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HMRC’s shocking IR35 tribunal track record

HMRC’s shocking IR35 tribunal track record must be considered amid reform plans

Recently, it emerged that HMRC ‘gave up’ on a three year IR35 enquiry which, in the process, saw them drop the £59,000 tax payment they claimed contractor, Garry Philpot owed as a result of working outside IR35 in the 2013/14 and 2014/15 financial years.

HMRC’s ‘odd’ decision – as it has since been described by Andy Vessey, Qdos Contractor’s Head of Tax – to drop this long-running IR35 case shines a new and very unfavourable light on the taxman’s competence throughout an IR35 investigation, not to mention HMRC’s ability to recognise ‘reasonable prospects of success’.

Prior to this recent development, it was revealed that HMRC has won just one IR35 tribunal outright in the past nine. They have lost seven of the remaining eight cases, and received a split verdict in the other. To put that into perspective, HMRC has a tribunal win percentage of just 17% since 2011.

Statistics like these make you wonder why the Government seems determined to extend IR35 reform when instead, without question it should be reviewing its own internal issues. But then again, for all we know, this track record might be factored into the pending decision on private sector changes. Predictably, we haven’t been told much about the approach.

If the gatekeeper has trouble understanding the legislation it created, then what hope do inexperienced engagers have when setting IR35 status? More so, how many more contractors will be wrongly targeted by HMRC going forward?

Needless to say, if the taxman struggles to spot clear-cut cases this does not bode well for contractors and companies in the supply chain. With the Government currently consulting on the possibility of private sector reform, contractors – and engagers for that matter – are feeling the threat of IR35 more than ever.

As many contractors know – and thousands have experienced personally – public sector changes last year resulted in a rise in the number of incorrect IR35 assessments. The potential arrival of private sector reform could well trigger a repeat performance, that is, until CEST is dramatically improved and engagers stop making risk-averse IR35 decisions.

If public sector changes are anything to go by, we can’t be blamed for thinking that HMRC will pursue contractors simply to chalk up an early victory, should private sector reform materialise.

Currently, HMRC is unpredictable when targeting contractors and seems eager to go the distance with cases that to IR35 specialists have less than a 50% chance of success. And so, the number of tribunals could rise.

This prediction is without taking into account the fight that 46% of contractors are prepared to put up when subject to blanket IR35 decisions. With nearly half of contractors ready to challenge role-based assessments – which are still rife in the public sector – we could still yet see an increase in the number of IR35 court cases. Given many of these decisions have been made without ‘reasonable care’ or consideration of the unique aspects of the working arrangement, how many would HMRC win?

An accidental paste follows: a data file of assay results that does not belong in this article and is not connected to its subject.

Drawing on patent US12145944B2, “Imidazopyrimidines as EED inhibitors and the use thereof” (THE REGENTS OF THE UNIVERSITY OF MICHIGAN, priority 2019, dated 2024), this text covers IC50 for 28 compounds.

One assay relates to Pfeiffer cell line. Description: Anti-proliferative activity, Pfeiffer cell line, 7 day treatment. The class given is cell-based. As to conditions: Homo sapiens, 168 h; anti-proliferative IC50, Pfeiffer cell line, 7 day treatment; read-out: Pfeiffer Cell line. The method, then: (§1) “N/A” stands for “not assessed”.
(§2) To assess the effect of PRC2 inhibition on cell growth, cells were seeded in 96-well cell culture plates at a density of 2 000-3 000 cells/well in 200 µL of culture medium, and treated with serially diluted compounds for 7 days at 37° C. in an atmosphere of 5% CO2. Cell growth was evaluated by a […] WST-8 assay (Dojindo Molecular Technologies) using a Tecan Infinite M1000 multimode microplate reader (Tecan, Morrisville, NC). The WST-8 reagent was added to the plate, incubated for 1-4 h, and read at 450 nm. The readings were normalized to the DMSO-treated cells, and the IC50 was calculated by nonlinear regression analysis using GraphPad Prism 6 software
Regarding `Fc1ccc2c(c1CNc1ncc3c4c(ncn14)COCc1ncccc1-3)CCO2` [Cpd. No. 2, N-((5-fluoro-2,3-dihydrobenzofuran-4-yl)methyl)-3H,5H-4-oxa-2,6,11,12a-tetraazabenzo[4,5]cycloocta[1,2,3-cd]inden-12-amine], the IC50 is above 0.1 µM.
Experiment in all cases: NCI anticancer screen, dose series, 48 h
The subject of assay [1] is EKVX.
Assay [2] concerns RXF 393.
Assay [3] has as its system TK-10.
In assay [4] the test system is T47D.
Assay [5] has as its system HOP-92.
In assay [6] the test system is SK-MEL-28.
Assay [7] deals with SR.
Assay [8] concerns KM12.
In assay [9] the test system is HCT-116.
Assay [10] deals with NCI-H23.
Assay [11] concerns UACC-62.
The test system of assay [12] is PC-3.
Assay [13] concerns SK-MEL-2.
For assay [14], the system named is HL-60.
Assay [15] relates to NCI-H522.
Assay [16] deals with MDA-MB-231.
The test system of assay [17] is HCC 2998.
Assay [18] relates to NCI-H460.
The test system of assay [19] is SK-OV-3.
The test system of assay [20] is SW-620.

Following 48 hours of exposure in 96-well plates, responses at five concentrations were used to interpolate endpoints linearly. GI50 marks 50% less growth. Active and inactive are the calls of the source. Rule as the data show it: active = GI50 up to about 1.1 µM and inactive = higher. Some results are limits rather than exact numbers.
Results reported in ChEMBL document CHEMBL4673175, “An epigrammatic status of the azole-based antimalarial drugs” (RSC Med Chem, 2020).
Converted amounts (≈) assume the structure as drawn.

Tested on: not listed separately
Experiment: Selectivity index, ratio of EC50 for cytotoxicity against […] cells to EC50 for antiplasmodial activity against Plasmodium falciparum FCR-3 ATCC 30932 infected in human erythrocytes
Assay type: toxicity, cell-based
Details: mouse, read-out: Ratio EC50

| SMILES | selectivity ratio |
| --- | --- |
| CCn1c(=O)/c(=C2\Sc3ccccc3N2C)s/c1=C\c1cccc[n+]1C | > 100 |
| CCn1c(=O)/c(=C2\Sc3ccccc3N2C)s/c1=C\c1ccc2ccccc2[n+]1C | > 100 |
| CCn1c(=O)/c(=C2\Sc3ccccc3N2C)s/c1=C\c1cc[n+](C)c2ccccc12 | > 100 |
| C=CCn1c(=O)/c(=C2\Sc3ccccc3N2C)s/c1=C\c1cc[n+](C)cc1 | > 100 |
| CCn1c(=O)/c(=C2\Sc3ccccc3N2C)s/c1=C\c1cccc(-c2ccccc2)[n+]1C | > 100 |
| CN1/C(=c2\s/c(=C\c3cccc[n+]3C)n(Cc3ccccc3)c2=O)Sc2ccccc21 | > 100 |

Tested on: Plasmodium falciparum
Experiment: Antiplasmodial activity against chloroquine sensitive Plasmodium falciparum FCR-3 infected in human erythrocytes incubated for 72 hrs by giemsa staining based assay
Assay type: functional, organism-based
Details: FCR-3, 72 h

There are a number of very legitimate questions to ask; how much time and taxpayers’ money is spent chasing a lost cause? And what impact does IR35 have on the mental health of a contractor who finds themselves unnecessarily under investigation? A monumental one, that’s for sure. This is a sector the Government – for the nation’s whole economic benefit – should be encouraging people to join, not dissuading.

The Government has been far too hasty when attempting to tackle what it suspects to be tax avoidance from contractors. 95% of independent workers certainly agree, describing HMRC’s handling of IR35 as aggressive, as opposed to fair. And it is HMRC’s shoot first, ask questions later policy which has ultimately led to its woeful tribunal track record – that and the effective defence put up by companies like Qdos Contractor in court.

Amid a number of defeats and a strange decision to drop a case after pursuing it for three years, HMRC has claimed just one scalp (the Christa Ackroyd case), which wasn’t hard to spot, according to many IR35 experts.

As the IR35 consultation draws to a close, common sense must prevail. It is vital that HMRC focuses on the design and effective policing of the current rules before they roll out any further changes which – given the current state of play – could see them involved in many more tribunal defeats.


Qdos Contractor provide IR35 services to the UK contractor market, including enquiry defence, insurance policies, contract reviews, and advice, alongside competitive business insurance policies.

By Qdos Contractor

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